Republican presidential nominee Donald Trump speaks at a campaign rally in Loveland, Colorado, Oct. 3, 2016. Reuters

The man who ghostwrote Donald Trump's business memoir was expected to donate a portion of his royalties from the book's sales to an organization dedicated to defending and advancing the rights of low income immigrants.

The $55,000 gift to the National Immigration Law Center Justice Fund, announced Tuesday, is Tony Schwartz's latest effort to assuage his guilty conscience over Trump's presidential candidacy, something he says he feels partially responsible for.

Schwartz has opted for poetic justice, announcing in July that his share of the book's royalties would be donated to various charities that go against Trump's message that has included anti-immigrant rhetoric.

"The Art of the Deal" was first published in 1987 and spent more than 48 weeks on the New York Times bestseller list, selling more than a million copies. Schwartz received half of the book's $500,000 advance and half of all future royalties.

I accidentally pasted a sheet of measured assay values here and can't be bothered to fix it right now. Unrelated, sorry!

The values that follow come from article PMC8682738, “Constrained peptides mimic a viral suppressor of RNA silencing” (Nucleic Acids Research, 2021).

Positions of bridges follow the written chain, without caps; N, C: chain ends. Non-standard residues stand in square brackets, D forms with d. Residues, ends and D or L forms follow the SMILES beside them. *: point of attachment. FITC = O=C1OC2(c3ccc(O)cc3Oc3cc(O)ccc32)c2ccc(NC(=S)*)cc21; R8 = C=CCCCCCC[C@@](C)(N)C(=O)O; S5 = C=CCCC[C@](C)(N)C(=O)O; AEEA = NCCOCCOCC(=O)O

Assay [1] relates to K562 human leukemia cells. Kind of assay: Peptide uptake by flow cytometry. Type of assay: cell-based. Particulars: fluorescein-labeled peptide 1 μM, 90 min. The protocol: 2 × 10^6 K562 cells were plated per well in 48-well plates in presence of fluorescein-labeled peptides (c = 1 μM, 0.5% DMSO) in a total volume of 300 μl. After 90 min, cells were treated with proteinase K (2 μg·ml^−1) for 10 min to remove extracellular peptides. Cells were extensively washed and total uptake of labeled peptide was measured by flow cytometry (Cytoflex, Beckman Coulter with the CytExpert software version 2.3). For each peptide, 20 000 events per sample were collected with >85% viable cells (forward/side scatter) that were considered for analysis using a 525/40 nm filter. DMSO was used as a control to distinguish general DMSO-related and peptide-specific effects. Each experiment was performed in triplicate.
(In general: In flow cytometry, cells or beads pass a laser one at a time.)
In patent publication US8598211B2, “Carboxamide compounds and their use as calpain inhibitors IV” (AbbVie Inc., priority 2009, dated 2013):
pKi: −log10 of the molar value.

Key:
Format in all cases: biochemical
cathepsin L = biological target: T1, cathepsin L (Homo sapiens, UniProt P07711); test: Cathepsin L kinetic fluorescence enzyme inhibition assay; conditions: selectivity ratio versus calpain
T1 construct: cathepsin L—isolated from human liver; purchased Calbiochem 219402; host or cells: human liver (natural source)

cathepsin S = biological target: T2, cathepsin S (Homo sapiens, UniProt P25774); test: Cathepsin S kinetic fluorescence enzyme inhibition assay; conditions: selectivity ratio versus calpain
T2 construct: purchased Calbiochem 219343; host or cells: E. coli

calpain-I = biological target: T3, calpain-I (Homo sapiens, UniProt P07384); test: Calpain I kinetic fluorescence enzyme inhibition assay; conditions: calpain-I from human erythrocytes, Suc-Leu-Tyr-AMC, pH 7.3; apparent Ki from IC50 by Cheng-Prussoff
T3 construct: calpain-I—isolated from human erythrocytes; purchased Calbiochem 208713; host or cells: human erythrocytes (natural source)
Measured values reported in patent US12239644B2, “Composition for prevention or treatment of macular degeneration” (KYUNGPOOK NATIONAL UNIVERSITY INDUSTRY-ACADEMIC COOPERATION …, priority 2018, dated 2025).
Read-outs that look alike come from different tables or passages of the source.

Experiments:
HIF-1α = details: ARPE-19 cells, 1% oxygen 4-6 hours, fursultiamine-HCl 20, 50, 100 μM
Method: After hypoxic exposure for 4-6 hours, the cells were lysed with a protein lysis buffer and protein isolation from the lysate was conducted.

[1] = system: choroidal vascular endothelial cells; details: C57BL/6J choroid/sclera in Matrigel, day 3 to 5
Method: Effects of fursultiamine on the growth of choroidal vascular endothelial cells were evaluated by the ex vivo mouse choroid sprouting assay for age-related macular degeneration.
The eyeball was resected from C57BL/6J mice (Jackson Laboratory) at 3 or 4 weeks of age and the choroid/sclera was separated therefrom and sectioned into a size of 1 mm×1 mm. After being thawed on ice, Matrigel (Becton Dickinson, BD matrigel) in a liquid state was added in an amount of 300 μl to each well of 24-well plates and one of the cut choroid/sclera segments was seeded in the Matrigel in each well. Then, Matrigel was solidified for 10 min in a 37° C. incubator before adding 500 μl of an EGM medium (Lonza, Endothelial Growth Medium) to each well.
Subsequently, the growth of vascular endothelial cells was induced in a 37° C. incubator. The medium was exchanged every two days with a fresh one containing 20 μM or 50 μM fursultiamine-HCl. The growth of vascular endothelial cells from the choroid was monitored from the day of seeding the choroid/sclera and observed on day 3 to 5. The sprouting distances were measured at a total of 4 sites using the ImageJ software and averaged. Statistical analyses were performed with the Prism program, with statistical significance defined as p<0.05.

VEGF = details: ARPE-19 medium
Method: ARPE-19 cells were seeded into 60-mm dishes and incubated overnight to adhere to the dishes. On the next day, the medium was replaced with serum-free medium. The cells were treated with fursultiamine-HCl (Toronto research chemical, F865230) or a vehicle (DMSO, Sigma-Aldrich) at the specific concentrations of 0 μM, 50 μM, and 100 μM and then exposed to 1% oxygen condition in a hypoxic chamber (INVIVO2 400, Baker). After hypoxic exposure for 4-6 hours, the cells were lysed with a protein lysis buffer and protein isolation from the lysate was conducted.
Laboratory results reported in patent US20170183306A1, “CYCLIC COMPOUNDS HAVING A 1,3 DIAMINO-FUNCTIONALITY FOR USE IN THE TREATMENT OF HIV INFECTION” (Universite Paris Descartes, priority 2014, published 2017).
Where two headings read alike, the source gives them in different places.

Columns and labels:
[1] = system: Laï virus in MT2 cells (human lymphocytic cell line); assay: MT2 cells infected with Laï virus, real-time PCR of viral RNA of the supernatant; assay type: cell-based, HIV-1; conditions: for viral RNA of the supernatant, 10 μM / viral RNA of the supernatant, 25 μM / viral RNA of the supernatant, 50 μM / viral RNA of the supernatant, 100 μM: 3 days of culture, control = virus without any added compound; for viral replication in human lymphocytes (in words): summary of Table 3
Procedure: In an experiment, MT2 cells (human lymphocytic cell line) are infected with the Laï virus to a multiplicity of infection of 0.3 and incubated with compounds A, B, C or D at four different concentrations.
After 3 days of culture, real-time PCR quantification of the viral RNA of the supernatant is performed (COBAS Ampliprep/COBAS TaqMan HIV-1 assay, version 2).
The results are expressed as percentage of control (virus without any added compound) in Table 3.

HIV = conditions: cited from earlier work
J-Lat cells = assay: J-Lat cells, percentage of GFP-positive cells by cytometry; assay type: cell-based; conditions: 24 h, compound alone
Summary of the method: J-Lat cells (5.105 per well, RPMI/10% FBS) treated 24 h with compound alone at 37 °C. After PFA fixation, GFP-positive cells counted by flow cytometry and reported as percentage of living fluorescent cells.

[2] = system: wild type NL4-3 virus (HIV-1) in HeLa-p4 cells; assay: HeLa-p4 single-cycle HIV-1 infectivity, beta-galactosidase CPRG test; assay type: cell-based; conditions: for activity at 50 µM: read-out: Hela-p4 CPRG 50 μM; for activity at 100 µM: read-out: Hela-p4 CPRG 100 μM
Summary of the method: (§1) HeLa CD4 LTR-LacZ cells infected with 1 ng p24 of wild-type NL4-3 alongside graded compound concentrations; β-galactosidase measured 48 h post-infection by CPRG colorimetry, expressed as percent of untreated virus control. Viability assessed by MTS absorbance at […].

Schwartz has been vocal in his criticism of the Republican presidential nominee, tweeting about his disgust and telling the New Yorker, "I put lipstick on a pig. I feel a deep sense of remorse that I contributed to presenting Trump in a way that brought him wider attention and made him more appealing than he is." That's not likely to be erased from his conscious quickly but donating profits made off Trump to charitable causes might dampen the regret.

Trump threatened to sue Schwartz over his "defamatory statements" in the New Yorker.

Schwartz has donated additional royalties to Human Rights Watch, the Center for Victims of Torture, the National Immigration Forum and the Tahrirh Justice Center, according to McClatchy. In short, the places that clash most with Trump's campaign rhetoric have been the beneficiaries of his memoir's profits.

Schwartz was also expected to lead a press conference Tuesday — titled "From Hate to Healing, A Path Forward" — alongside leaders from minority communities to discuss how to move forward after this year's election.